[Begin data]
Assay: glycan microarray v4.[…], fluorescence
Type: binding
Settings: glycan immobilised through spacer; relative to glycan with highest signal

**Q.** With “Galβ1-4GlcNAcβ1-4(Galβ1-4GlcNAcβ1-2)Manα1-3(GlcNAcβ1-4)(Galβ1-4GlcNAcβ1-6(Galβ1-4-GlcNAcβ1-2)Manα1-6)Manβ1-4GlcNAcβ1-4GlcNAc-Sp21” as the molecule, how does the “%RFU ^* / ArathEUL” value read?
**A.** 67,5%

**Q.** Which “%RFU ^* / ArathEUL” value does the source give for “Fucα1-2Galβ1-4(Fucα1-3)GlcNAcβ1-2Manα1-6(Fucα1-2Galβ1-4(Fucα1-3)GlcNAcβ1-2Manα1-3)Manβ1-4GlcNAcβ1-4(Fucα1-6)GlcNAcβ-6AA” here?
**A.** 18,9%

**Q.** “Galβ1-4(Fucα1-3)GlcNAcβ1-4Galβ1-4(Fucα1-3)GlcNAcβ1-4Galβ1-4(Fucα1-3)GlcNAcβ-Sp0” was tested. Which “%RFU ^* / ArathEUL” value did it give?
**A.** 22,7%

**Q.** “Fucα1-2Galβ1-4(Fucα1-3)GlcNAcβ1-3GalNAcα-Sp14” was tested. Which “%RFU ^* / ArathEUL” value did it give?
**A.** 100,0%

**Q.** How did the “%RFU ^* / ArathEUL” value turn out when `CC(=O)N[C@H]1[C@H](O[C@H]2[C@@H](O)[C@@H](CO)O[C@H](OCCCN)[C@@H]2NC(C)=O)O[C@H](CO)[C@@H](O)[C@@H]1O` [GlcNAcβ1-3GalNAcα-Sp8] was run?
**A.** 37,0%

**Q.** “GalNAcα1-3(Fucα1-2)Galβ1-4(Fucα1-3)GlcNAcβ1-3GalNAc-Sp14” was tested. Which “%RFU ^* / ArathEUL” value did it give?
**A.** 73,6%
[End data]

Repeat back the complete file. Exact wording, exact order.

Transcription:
Assay: glycan microarray v4.[…], fluorescence
Type: binding
Settings: glycan immobilised through spacer; relative to glycan with highest signal

**Q.** With “Galβ1-4GlcNAcβ1-4(Galβ1-4GlcNAcβ1-2)Manα1-3(GlcNAcβ1-4)(Galβ1-4GlcNAcβ1-6(Galβ1-4-GlcNAcβ1-2)Manα1-6)Manβ1-4GlcNAcβ1-4GlcNAc-Sp21” as the molecule, how does the “%RFU ^* / ArathEUL” value read?
**A.** 67,5%

**Q.** Which “%RFU ^* / ArathEUL” value does the source give for “Fucα1-2Galβ1-4(Fucα1-3)GlcNAcβ1-2Manα1-6(Fucα1-2Galβ1-4(Fucα1-3)GlcNAcβ1-2Manα1-3)Manβ1-4GlcNAcβ1-4(Fucα1-6)GlcNAcβ-6AA” here?
**A.** 18,9%

**Q.** “Galβ1-4(Fucα1-3)GlcNAcβ1-4Galβ1-4(Fucα1-3)GlcNAcβ1-4Galβ1-4(Fucα1-3)GlcNAcβ-Sp0” was tested. Which “%RFU ^* / ArathEUL” value did it give?
**A.** 22,7%

**Q.** “Fucα1-2Galβ1-4(Fucα1-3)GlcNAcβ1-3GalNAcα-Sp14” was tested. Which “%RFU ^* / ArathEUL” value did it give?
**A.** 100,0%

**Q.** How did the “%RFU ^* / ArathEUL” value turn out when `CC(=O)N[C@H]1[C@H](O[C@H]2[C@@H](O)[C@@H](CO)O[C@H](OCCCN)[C@@H]2NC(C)=O)O[C@H](CO)[C@@H](O)[C@@H]1O` [GlcNAcβ1-3GalNAcα-Sp8] was run?
**A.** 37,0%

**Q.** “GalNAcα1-3(Fucα1-2)Galβ1-4(Fucα1-3)GlcNAcβ1-3GalNAc-Sp14” was tested. Which “%RFU ^* / ArathEUL” value did it give?
**A.** 73,6%